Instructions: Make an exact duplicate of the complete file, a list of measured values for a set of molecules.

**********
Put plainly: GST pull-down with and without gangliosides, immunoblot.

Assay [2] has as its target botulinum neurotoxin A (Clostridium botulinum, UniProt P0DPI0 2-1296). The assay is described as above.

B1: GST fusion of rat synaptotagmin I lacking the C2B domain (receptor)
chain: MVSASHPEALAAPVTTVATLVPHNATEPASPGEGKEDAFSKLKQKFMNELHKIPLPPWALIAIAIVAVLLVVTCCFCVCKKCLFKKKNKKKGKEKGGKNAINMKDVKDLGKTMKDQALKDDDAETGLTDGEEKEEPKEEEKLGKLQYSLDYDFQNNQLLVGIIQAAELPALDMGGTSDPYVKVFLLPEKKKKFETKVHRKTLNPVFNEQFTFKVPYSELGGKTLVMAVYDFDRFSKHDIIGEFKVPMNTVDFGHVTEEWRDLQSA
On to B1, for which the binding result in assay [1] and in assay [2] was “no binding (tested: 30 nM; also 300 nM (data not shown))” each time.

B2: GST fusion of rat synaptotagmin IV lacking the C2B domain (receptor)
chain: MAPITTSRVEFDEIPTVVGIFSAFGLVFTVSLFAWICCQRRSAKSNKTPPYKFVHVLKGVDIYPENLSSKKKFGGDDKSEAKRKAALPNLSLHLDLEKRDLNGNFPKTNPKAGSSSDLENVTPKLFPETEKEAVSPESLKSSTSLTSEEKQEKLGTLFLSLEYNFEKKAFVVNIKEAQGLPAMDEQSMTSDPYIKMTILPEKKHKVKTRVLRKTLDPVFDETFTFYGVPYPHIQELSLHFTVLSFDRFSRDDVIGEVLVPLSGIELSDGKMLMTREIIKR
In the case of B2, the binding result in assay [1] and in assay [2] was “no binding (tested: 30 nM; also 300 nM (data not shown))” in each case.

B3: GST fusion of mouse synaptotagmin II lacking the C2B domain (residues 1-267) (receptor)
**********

Put plainly: GST pull-down with and without gangliosides, immunoblot.

Assay [2] has as its target botulinum neurotoxin A (Clostridium botulinum, UniProt P0DPI0 2-1296). The assay is described as above.

B1: GST fusion of rat synaptotagmin I lacking the C2B domain (receptor)
chain: MVSASHPEALAAPVTTVATLVPHNATEPASPGEGKEDAFSKLKQKFMNELHKIPLPPWALIAIAIVAVLLVVTCCFCVCKKCLFKKKNKKKGKEKGGKNAINMKDVKDLGKTMKDQALKDDDAETGLTDGEEKEEPKEEEKLGKLQYSLDYDFQNNQLLVGIIQAAELPALDMGGTSDPYVKVFLLPEKKKKFETKVHRKTLNPVFNEQFTFKVPYSELGGKTLVMAVYDFDRFSKHDIIGEFKVPMNTVDFGHVTEEWRDLQSA
On to B1, for which the binding result in assay [1] and in assay [2] was “no binding (tested: 30 nM; also 300 nM (data not shown))” each time.

B2: GST fusion of rat synaptotagmin IV lacking the C2B domain (receptor)
chain: MAPITTSRVEFDEIPTVVGIFSAFGLVFTVSLFAWICCQRRSAKSNKTPPYKFVHVLKGVDIYPENLSSKKKFGGDDKSEAKRKAALPNLSLHLDLEKRDLNGNFPKTNPKAGSSSDLENVTPKLFPETEKEAVSPESLKSSTSLTSEEKQEKLGTLFLSLEYNFEKKAFVVNIKEAQGLPAMDEQSMTSDPYIKMTILPEKKHKVKTRVLRKTLDPVFDETFTFYGVPYPHIQELSLHFTVLSFDRFSRDDVIGEVLVPLSGIELSDGKMLMTREIIKR
In the case of B2, the binding result in assay [1] and in assay [2] was “no binding (tested: 30 nM; also 300 nM (data not shown))” in each case.

B3: GST fusion of mouse synaptotagmin II lacking the C2B domain (residues 1-267) (receptor)